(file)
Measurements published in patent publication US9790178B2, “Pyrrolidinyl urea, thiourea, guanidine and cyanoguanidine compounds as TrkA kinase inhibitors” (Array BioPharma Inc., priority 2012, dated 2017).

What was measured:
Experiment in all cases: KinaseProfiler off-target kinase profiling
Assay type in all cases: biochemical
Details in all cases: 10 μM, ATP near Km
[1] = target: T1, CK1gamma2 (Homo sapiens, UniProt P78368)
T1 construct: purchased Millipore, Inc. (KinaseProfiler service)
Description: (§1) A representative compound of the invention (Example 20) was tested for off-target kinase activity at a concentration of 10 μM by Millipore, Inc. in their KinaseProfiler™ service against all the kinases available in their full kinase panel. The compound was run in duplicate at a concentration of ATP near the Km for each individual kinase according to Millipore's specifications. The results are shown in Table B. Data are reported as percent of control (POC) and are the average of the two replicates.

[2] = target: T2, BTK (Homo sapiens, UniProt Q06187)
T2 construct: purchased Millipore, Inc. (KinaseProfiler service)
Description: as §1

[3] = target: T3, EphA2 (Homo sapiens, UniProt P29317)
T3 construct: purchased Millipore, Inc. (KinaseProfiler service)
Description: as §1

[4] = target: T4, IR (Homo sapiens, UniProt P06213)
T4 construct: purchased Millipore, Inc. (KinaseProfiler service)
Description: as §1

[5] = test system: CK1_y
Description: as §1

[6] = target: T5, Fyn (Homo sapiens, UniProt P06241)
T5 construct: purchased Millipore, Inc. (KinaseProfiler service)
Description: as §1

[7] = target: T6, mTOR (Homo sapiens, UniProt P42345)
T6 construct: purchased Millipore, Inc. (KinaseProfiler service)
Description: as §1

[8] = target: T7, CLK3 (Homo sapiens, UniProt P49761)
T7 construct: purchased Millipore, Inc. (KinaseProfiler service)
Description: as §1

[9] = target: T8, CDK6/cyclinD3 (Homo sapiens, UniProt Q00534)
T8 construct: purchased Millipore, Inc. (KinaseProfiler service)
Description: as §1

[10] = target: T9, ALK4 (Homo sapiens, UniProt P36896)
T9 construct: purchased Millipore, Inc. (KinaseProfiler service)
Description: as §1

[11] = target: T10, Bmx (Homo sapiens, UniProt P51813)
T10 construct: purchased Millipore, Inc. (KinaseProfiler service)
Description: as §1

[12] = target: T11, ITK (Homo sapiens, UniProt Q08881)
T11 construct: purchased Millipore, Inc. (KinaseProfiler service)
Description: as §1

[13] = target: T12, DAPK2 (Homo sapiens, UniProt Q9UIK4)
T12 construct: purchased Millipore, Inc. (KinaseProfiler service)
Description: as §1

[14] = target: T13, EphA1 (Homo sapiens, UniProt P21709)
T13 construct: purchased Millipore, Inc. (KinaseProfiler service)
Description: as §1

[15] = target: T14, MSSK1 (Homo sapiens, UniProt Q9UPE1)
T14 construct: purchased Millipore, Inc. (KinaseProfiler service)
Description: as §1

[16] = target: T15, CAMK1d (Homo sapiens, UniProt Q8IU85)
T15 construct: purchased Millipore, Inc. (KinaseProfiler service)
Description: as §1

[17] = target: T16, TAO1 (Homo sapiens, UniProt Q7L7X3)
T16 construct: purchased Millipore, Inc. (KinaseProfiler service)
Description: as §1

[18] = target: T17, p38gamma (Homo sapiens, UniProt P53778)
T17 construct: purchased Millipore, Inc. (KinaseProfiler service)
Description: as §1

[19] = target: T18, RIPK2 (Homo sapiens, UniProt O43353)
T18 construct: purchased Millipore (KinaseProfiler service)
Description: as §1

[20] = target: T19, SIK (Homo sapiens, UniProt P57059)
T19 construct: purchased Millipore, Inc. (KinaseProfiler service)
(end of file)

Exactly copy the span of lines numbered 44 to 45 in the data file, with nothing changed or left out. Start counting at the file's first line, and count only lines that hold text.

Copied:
[14] = target: T13, EphA1 (Homo sapiens, UniProt P21709)
T13 construct: purchased Millipore, Inc. (KinaseProfiler service)